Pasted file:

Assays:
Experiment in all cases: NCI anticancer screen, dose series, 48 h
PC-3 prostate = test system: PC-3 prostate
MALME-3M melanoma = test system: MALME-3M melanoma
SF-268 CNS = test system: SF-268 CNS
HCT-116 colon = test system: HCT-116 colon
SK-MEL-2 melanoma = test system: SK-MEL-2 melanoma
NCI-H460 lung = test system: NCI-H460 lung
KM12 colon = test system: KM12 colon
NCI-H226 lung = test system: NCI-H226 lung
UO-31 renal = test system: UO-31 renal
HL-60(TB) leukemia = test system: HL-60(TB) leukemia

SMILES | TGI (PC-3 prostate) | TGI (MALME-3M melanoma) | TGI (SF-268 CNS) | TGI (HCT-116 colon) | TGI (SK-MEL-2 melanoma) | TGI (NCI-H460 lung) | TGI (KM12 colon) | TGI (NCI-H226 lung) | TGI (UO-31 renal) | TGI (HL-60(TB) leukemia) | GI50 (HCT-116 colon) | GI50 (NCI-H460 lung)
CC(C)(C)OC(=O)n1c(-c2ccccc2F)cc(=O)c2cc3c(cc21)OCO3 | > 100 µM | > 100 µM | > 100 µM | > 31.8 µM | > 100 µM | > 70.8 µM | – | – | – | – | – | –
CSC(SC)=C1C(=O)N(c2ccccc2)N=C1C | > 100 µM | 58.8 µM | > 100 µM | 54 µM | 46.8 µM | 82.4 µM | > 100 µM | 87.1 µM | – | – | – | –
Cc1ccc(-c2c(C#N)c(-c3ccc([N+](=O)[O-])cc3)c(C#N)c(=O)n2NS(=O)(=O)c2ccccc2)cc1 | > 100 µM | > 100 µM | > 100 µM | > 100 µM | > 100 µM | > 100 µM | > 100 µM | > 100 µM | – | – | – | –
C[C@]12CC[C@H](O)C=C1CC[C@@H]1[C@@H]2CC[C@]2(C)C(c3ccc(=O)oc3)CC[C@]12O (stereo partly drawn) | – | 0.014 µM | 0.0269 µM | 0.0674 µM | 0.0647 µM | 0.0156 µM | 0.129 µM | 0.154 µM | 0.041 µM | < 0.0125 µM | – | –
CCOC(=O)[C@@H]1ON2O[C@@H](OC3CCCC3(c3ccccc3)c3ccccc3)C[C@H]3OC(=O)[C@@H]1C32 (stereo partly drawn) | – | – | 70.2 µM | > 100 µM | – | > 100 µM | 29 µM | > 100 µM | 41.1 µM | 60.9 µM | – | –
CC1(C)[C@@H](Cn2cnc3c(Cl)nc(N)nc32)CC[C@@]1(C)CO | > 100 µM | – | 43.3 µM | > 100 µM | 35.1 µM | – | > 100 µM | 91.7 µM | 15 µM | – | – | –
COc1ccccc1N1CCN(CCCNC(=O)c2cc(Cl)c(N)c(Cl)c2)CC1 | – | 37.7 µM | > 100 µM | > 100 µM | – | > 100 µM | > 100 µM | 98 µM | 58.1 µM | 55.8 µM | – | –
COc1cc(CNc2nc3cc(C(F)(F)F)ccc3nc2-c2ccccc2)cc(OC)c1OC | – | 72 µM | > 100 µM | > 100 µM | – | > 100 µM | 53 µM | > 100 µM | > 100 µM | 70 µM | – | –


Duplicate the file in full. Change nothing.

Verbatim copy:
Assays:
Experiment in all cases: NCI anticancer screen, dose series, 48 h
PC-3 prostate = test system: PC-3 prostate
MALME-3M melanoma = test system: MALME-3M melanoma
SF-268 CNS = test system: SF-268 CNS
HCT-116 colon = test system: HCT-116 colon
SK-MEL-2 melanoma = test system: SK-MEL-2 melanoma
NCI-H460 lung = test system: NCI-H460 lung
KM12 colon = test system: KM12 colon
NCI-H226 lung = test system: NCI-H226 lung
UO-31 renal = test system: UO-31 renal
HL-60(TB) leukemia = test system: HL-60(TB) leukemia

SMILES | TGI (PC-3 prostate) | TGI (MALME-3M melanoma) | TGI (SF-268 CNS) | TGI (HCT-116 colon) | TGI (SK-MEL-2 melanoma) | TGI (NCI-H460 lung) | TGI (KM12 colon) | TGI (NCI-H226 lung) | TGI (UO-31 renal) | TGI (HL-60(TB) leukemia) | GI50 (HCT-116 colon) | GI50 (NCI-H460 lung)
CC(C)(C)OC(=O)n1c(-c2ccccc2F)cc(=O)c2cc3c(cc21)OCO3 | > 100 µM | > 100 µM | > 100 µM | > 31.8 µM | > 100 µM | > 70.8 µM | – | – | – | – | – | –
CSC(SC)=C1C(=O)N(c2ccccc2)N=C1C | > 100 µM | 58.8 µM | > 100 µM | 54 µM | 46.8 µM | 82.4 µM | > 100 µM | 87.1 µM | – | – | – | –
Cc1ccc(-c2c(C#N)c(-c3ccc([N+](=O)[O-])cc3)c(C#N)c(=O)n2NS(=O)(=O)c2ccccc2)cc1 | > 100 µM | > 100 µM | > 100 µM | > 100 µM | > 100 µM | > 100 µM | > 100 µM | > 100 µM | – | – | – | –
C[C@]12CC[C@H](O)C=C1CC[C@@H]1[C@@H]2CC[C@]2(C)C(c3ccc(=O)oc3)CC[C@]12O (stereo partly drawn) | – | 0.014 µM | 0.0269 µM | 0.0674 µM | 0.0647 µM | 0.0156 µM | 0.129 µM | 0.154 µM | 0.041 µM | < 0.0125 µM | – | –
CCOC(=O)[C@@H]1ON2O[C@@H](OC3CCCC3(c3ccccc3)c3ccccc3)C[C@H]3OC(=O)[C@@H]1C32 (stereo partly drawn) | – | – | 70.2 µM | > 100 µM | – | > 100 µM | 29 µM | > 100 µM | 41.1 µM | 60.9 µM | – | –
CC1(C)[C@@H](Cn2cnc3c(Cl)nc(N)nc32)CC[C@@]1(C)CO | > 100 µM | – | 43.3 µM | > 100 µM | 35.1 µM | – | > 100 µM | 91.7 µM | 15 µM | – | – | –
COc1ccccc1N1CCN(CCCNC(=O)c2cc(Cl)c(N)c(Cl)c2)CC1 | – | 37.7 µM | > 100 µM | > 100 µM | – | > 100 µM | > 100 µM | 98 µM | 58.1 µM | 55.8 µM | – | –
COc1cc(CNc2nc3cc(C(F)(F)F)ccc3nc2-c2ccccc2)cc(OC)c1OC | – | 72 µM | > 100 µM | > 100 µM | – | > 100 µM | 53 µM | > 100 µM | > 100 µM | 70 µM | – | –